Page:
The National Nuclear Security Administration (NNSA) will create a new risk management strategy with the Pentagon, mandate more regular infusions of new technology into nuclear-weapons design and manufacture and build new science facilities, according to the Nuclear Posture Review the Biden administration released Thursday.

Those are the three pillars of the plan laid out to ready the semi-autonomous Department of Energy nuclear weapons agency to maintain current U.S. nukes and, if necessary, build new ones during the rest of the 21st century.

The long-awaited Biden Nuclear Posture Review, delivered more than a year later than a legal due date, largely stays the course for the NNSA. 

As the Trump administration directed in 2018, the Biden review said ongoing modernization of current nuclear weapons and procurement of new delivery vehicles and carrier craft at the Pentagon will continue as planned.

Among the new things in the Biden review is the “three pillars” plan for the NNSA. Specifically, the pillars are:

  • A joint NNSA-Pentagon Nuclear Deterrent Risk Management Strategy, which will “identify, prioritize, and recommend actions across the portfolio of nuclear programs and monitor the overall health of the nuclear deterrent as we sustain current capabilities and transition to modernized systems,” according to the review. The document did not specify who at the NNSA and the Pentagon would produce the strategy or when and if the strategy will be published.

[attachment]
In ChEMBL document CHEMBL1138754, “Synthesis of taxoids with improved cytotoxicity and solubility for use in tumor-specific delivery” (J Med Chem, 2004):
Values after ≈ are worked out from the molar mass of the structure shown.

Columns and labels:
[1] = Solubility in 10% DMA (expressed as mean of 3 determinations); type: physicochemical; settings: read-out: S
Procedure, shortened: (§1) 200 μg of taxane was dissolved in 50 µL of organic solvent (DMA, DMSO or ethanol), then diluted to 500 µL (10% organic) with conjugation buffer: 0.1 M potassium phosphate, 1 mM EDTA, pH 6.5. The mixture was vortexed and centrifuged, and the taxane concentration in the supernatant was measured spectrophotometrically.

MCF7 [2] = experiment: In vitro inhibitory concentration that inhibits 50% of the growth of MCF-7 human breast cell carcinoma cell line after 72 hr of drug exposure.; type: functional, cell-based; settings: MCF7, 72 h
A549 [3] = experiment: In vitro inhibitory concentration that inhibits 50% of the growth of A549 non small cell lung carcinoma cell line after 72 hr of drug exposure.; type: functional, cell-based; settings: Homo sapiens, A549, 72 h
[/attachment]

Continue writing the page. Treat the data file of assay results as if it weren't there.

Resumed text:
• A Production-based Resilience Program that will “complement the science-based stewardship program and ensure that the nuclear security enterprise is capable of full-scope production” in part by enabling “more regular and timely incorporation of advanced technologies to improve safety, security, and reliability; accommodate arms control considerations as design features as weapons and infrastructure are modernized.”
  • A Science and Technology Innovation Initiative that will “more rapidly assimilate findings from academic, commercial, and internal research and thereby reduce the time and cost required to design and produce weapons with the most modern technologies” and also “include new and replacement science facilities.”

As previously reported, the Biden Nuclear Posture Review proposed canceling a sea-launched nuclear cruise missile slated to use a variant of the W80-4 warhead the NNSA is working on for the Air Force. The document also proposed retiring the B83 megaton capable gravity bomb, although Congress this year has rejected those proposals in draft legislation. 

The review also says that “[t]he United States does not envision or desire a return to nuclear explosive testing,” but that it could if there was a technical need to do so.

Finally, the administration pledged to keep the W76-2 low-yield submarine-launched ballistic missile warhead in the field. The Trump administration called for the weapon in the 2018 Nuclear Posture Review and the Biden administration “reassessed the rationale for these capabilities and concluded that the W76-2 currently provides an important means to deter limited nuclear use,” according to the review published Thursday.

However, the Biden administration will “periodically reassess its [W76-2’s] deterrent value,” the review says.